The cuteness factor of the calf kisses is rivaled only by the huge doe eyes, a look so compelling that a couple of summer cuddlers have gone home with the purchase of a calf — toting it home in the backseat of an SUV.

As the group moves to the pasture, ducking carefully around the electric fence, Jackie fields questions about cow breeds, ages, personalities, and cheesemaking.

Even that is different here, using methods traditional to the Netherlands down to the imported wooden boards used for the aging. Since happy cows, they insist, make the tastiest milk (and cheese), the group meets the source of the delicacies as they mingle with cows like Minnie.

This, the day's most curious cow, peeks over one guest's shoulder and then gives it a nuzzle. Her twin Monica is a bit more shy, but still curious as the herd moves in tandem, munching grass like a multi-headed mower but with a far more pleasing sound.

The herd stops to linger in some welcoming shade, offering the chance for more up-close encounters. On sleepy afternoons, the cows might lie down with a visitor in the grass. Cashmere and Chickadee whom Jackie dubs “pure love,” invite cuddles, but a visitor may want to watch out for sweet Honeybee, who is known for her tendency to mischievously steal a hat.

There's a high degree of serendipity in which cow is drawn to whom, Jackie says. Two notoriously shy cows went up to a new guest last fall and laid protectively at her feet. Later, the couple learned that the woman had just found out she was pregnant; convinced there was a bond between the baby and the cows, she's heading back for some cuddling with the newborn.

The cows have names like Chewy, Monica, Cashmere and Chickadee. One severely disabled boy comes often with his whole family; he evokes a strong protective response from the cows — and goats too — and responds in a way he's not done with traditional therapy. For other guests, it's about the novelty and fun. Jackie and Henk set up a charcuterie board and champagne in the middle of the field for a couple's anniversary surprise, hiding it behind a tractor.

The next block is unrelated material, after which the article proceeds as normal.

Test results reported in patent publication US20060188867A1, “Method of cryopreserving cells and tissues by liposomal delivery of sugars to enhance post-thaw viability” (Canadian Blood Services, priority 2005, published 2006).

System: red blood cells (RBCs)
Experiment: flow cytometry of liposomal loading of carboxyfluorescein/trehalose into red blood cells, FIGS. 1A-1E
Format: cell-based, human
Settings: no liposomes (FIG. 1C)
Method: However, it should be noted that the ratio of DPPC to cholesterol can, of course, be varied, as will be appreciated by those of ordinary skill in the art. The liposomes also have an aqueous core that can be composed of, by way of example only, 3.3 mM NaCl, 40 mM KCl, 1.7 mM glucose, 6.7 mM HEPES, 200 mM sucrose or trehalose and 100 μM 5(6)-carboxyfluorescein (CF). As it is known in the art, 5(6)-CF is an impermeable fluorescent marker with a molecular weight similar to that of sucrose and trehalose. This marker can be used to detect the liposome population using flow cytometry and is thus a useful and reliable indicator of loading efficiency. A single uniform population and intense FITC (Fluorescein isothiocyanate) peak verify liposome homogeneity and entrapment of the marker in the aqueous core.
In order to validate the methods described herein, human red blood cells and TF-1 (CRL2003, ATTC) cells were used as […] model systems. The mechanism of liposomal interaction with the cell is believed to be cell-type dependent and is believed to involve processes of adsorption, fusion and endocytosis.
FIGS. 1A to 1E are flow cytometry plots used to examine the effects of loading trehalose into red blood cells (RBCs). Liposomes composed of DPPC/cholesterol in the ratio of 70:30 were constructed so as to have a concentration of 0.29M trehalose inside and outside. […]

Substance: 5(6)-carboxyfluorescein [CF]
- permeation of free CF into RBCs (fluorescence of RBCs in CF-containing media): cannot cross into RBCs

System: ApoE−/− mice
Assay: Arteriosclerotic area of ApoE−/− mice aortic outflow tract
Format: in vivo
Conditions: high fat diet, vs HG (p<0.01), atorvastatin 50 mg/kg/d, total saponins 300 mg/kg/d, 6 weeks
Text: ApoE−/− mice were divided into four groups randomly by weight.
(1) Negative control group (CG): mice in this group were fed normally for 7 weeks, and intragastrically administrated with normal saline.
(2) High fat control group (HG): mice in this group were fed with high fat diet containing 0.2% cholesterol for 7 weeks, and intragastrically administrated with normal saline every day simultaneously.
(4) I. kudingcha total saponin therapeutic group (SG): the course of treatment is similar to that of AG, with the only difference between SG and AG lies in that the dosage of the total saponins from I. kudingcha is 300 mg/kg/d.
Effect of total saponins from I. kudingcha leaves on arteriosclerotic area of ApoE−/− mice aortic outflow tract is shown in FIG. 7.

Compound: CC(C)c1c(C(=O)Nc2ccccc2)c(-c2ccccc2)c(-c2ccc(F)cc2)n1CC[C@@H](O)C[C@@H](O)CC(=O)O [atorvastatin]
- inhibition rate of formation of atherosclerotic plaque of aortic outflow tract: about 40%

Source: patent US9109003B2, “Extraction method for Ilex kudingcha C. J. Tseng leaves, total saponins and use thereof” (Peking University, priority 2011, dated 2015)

Factor in the cost of the liability insurance, and the couple probably is taking a loss on the cuddling, even at $75 an hour for one person, and $120 for four, Jackie notes. But guests who book the cuddling generally also go home with some ice cream or gouda — young, aged, or flavored with spices like cumin. And they seem more likely to return, having forged a connection with those from whom the cream comes. The ancillary benefits make business sense too.

“The people who come for cow cuddling learn a lot, and they end up leaving with a different view on farms,” Jackie says. “That's more important to us than the money. They fell in love with the whole process. And they fall in love with the animals. That's the best part.”

Kim Schneider is an award-winning travel writer who specializes in Michigan travel destinations, food and wine. She's a past winner of a Mark Twain award for best journalist in the Midwest.